This tree diagram shows the relationships between several groups of organisms.
The root of the current tree connects the organisms featured in this tree to their containing group and the rest of the Tree of Life. The basal branching point in the tree represents the ancestor of the other groups in the tree. This ancestor diversified over time into several descendent subgroups, which are represented as internal nodes and terminal taxa to the right.
You can click on the root to travel down the Tree of Life all the way to the root of all Life, and you can click on the names of descendent subgroups to travel up the Tree of Life all the way to individual species.close box
Members of the Rossinae are among the larger sepiolids reaching up to 10 cm ML (Reid, 1991). They are benthic and mostly occupy the outer portions of the continental shelves and upper regions of the slope. The subfamily nearly has a world wide distribution (see below) along parts of major land masses but is not know from Antarctic waters.
A sepiolid ...
- with dorsal mantle free from head.
- without ventral mantle shield.
- Interbrachial web weakly developed between arms I-III.
- Non-hectocotylized arm suckers in 2 series in most species but 4 series in at least two species.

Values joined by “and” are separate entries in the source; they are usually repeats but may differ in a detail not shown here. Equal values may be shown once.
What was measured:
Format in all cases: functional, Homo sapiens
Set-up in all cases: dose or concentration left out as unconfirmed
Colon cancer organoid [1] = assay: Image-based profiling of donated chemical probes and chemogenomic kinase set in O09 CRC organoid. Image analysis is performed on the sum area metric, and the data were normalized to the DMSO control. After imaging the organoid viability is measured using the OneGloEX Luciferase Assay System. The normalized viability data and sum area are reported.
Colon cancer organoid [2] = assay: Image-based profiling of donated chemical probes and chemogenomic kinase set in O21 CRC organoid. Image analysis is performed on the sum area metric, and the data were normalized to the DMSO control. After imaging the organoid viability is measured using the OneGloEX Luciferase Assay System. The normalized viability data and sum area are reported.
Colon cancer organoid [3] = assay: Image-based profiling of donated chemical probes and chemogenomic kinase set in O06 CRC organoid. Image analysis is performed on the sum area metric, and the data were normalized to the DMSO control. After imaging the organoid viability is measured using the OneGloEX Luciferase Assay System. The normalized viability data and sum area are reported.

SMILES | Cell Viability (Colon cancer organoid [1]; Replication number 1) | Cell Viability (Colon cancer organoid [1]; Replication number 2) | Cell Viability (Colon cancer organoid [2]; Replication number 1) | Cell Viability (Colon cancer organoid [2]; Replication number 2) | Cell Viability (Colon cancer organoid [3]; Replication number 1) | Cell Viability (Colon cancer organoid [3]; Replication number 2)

- One or both dorsal arms of male hectocotylized; often with suckers in two or four series among other modifications.
- Tentacular clubs usually expanded.
- Keel along full length of club. image info
Figure. Oral view of the tentacular club of Rossia pacifica, preserved. Photograph by R. Young.
- Mantle free from head in nuchal region; nuchal cartilage present. image info
Figure. Dorsal view of the mantle and head of Rossia macrosoma with anterior portion of mantle folded back to reveal the nuchal cartilage (blue) and anterior end of the gladius (red). Drawing modified from Naef (1921-23).
- Gladius fully-developed but thin posteriorly.
- Bursa copulatrix absent.
- Photohores, when present, with with small, separate oval lenses.
The following table compares the four genera.
|Arms II, III with greatly enlarged suckers||Clubs expanded||Club sucker series||Photophores present on ink sac||Functional Ink sac||Anal flaps|
Austrorossia is often considered a subgenus of Rossia (Voss, 1956; Reid, 1991). We follow the classification of Nesis (1982/87).
Figure. Distribution map of the Rossiinae (white lines). Distributions are approximate. Modified from Young, et al. (1998).
Reid, A. 1991. Taxonomic Review of the Australian Rossiinae (Cephalopoda: Sepiolidae), with a Description of a New Species, Neorossia leptodons, and Redescription of N. caroli (Joubin, 1902) . Bulletin of Marine Science, 49(3)(1991):748-831.
Young, R. E., M. Vecchione and D. Donovan. 1998. The evolution of coleoid cephalopods and their present biodiversity and ecology. South African Jour. Mar. Sci., 20: 393-420.
Voss, G.L. 1956. A Review of the Cephalopods of the Gulf of Mexico. Bulletin of Marine Science of the Gulf and Caribbean, 6(2):85-178.